In medical terms, myopia means "shortsightedness." If a person suffers from myopia, they will have to wear glasses or contact lenses. In marketing terms, marketing myopia refers to a type of shortsightedness in the business world. Simply put, the term "marketing myopia", first penned in the Harvard Business Review, refers to a state in which a company focuses exclusively on the "here and now." In other words, they focus on sales and immediate needs, and no attention is paid to future needs or campaigns.
While such an approach may lead to increased profits in the short term, the price of these short-term gains will be hefty in the long term. When management fails to keep an eye on the bigger picture and does not focus on future marketing campaigns or the consumers' needs, there can be no long-term growth.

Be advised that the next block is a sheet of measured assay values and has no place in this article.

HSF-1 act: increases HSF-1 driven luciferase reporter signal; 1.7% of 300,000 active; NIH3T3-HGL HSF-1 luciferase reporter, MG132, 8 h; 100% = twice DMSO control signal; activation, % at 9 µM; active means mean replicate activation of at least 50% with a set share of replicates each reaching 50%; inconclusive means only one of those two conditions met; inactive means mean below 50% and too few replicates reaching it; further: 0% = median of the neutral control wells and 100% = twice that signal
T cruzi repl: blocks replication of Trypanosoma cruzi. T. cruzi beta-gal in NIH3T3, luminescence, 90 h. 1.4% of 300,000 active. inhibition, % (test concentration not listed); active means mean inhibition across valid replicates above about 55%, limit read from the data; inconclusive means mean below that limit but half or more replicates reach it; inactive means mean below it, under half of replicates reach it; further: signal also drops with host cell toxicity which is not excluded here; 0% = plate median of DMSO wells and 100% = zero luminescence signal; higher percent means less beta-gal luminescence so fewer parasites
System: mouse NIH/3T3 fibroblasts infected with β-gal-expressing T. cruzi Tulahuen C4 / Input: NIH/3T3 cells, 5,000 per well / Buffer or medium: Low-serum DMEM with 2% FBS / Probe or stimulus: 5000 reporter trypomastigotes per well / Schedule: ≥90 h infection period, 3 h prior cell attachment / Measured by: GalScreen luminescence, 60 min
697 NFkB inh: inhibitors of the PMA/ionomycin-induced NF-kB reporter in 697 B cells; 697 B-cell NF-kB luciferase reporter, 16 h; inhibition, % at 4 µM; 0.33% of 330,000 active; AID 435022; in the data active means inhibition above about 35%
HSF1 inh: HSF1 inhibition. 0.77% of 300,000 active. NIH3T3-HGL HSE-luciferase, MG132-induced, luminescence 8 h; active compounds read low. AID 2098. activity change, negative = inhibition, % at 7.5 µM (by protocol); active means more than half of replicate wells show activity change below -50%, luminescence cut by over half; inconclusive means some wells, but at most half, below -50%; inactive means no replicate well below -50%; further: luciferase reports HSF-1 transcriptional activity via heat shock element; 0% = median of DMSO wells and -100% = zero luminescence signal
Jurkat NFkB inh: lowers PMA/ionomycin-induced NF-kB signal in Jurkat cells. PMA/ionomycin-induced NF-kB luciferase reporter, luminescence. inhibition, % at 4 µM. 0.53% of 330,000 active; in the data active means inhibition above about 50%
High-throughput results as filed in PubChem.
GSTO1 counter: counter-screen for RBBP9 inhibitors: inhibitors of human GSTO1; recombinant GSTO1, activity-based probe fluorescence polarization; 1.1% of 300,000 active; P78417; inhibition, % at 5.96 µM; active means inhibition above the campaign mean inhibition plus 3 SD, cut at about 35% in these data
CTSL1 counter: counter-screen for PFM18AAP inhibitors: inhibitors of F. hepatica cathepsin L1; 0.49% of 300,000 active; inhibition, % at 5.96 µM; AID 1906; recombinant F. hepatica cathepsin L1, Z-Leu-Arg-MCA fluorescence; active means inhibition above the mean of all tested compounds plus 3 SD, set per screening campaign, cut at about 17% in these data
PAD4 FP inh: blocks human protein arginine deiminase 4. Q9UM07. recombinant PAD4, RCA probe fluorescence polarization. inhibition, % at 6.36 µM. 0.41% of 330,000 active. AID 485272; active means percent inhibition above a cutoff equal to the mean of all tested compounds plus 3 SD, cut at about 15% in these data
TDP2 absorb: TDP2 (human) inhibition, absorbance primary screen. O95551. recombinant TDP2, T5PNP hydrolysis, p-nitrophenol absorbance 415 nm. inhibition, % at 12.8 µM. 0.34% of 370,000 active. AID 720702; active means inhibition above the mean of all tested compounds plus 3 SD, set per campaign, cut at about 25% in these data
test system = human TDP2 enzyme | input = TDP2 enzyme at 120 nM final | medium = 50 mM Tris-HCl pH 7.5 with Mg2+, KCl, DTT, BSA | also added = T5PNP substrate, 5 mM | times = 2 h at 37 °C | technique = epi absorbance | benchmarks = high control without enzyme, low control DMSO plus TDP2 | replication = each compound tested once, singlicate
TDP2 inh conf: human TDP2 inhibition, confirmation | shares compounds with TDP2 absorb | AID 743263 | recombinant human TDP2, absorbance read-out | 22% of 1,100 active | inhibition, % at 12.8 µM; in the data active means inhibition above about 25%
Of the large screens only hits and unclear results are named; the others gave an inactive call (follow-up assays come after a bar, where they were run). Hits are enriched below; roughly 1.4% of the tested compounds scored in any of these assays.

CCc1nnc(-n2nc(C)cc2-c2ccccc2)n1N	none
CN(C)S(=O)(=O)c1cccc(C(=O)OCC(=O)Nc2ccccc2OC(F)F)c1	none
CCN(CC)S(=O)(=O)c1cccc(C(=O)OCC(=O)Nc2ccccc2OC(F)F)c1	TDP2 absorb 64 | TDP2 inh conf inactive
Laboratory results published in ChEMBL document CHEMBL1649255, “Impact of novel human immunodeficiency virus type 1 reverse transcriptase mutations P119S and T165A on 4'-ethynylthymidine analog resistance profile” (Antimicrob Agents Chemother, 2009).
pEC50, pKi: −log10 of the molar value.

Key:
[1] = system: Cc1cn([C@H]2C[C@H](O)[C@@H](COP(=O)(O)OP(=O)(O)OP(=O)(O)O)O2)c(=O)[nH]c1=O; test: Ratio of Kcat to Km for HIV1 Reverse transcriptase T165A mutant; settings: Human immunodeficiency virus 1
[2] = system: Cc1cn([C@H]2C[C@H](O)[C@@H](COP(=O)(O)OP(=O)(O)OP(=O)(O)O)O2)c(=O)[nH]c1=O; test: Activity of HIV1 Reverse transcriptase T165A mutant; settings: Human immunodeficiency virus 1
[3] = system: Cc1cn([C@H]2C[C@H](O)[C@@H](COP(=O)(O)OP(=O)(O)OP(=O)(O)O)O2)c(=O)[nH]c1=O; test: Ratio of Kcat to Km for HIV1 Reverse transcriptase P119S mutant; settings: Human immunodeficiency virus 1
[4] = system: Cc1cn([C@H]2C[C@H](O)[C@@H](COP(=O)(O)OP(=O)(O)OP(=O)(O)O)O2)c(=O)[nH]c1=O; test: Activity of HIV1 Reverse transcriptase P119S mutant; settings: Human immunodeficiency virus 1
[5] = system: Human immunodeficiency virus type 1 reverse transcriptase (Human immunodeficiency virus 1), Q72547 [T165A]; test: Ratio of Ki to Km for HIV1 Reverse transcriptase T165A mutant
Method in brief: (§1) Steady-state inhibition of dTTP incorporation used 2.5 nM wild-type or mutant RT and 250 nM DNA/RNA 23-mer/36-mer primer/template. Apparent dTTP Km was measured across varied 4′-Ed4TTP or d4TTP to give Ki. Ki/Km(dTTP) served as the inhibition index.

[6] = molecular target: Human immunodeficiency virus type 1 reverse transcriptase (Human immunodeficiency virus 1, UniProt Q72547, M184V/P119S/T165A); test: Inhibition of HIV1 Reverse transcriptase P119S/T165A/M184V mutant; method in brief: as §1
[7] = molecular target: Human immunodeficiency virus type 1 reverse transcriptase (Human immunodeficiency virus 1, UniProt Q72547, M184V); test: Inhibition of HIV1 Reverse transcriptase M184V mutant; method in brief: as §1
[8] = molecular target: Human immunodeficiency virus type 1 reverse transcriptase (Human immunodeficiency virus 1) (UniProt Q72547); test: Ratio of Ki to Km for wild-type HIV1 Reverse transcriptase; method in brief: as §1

Since companies "suffering" from marketing myopia are focused on the present needs of the company, the short-term implications can include higher profits and greater market share.
However, the "here and now" approach of marketing myopia can have devastating consequences in the long term. For example, focusing solely on spring sales can mean that no preparation is done for summer and fall campaigns. Since photoshoots for a typical summer or fall campaign take place months in advance, failure to think ahead can have dire consequences in the coming seasons.